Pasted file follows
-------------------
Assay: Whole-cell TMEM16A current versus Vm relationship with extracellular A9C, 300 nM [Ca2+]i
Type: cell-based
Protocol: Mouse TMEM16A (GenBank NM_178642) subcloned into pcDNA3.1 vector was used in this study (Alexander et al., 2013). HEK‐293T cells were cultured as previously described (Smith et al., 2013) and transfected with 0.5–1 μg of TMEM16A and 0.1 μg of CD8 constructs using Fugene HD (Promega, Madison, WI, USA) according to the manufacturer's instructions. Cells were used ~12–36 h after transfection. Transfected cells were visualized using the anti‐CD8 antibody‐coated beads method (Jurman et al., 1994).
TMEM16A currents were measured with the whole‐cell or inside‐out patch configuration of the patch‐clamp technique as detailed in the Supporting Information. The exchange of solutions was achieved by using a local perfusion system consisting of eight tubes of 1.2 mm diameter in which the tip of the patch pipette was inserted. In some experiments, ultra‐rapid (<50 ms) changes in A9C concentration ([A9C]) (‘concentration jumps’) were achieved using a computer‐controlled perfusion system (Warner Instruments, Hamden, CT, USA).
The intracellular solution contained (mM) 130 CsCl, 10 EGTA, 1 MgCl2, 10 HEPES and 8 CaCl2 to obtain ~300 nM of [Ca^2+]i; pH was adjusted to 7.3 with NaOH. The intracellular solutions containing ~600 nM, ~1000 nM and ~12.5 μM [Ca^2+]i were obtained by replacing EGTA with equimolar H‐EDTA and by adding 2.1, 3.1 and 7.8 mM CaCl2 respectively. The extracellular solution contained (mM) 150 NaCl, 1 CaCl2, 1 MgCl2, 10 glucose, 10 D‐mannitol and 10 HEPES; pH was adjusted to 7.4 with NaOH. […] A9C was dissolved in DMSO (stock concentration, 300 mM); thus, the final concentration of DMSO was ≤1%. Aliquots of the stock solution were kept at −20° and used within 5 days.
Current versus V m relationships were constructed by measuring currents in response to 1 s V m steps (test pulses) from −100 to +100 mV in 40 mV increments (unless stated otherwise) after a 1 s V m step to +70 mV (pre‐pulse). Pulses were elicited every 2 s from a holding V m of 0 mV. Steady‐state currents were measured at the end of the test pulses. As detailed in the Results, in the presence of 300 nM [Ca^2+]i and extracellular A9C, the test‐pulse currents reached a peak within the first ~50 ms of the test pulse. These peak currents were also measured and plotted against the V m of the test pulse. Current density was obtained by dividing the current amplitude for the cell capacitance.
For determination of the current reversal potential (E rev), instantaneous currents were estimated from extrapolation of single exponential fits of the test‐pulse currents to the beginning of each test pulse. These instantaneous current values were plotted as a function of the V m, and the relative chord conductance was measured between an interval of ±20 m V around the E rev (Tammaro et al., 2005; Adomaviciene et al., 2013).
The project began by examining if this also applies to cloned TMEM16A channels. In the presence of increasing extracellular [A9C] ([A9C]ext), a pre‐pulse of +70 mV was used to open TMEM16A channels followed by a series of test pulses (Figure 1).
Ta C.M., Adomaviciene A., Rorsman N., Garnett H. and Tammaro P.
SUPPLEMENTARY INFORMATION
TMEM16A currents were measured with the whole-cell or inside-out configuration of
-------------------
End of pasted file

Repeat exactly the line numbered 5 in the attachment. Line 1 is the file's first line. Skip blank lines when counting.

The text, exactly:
The intracellular solution contained (mM) 130 CsCl, 10 EGTA, 1 MgCl2, 10 HEPES and 8 CaCl2 to obtain ~300 nM of [Ca^2+]i; pH was adjusted to 7.3 with NaOH. The intracellular solutions containing ~600 nM, ~1000 nM and ~12.5 μM [Ca^2+]i were obtained by replacing EGTA with equimolar H‐EDTA and by adding 2.1, 3.1 and 7.8 mM CaCl2 respectively. The extracellular solution contained (mM) 150 NaCl, 1 CaCl2, 1 MgCl2, 10 glucose, 10 D‐mannitol and 10 HEPES; pH was adjusted to 7.4 with NaOH. […] A9C was dissolved in DMSO (stock concentration, 300 mM); thus, the final concentration of DMSO was ≤1%. Aliquots of the stock solution were kept at −20° and used within 5 days.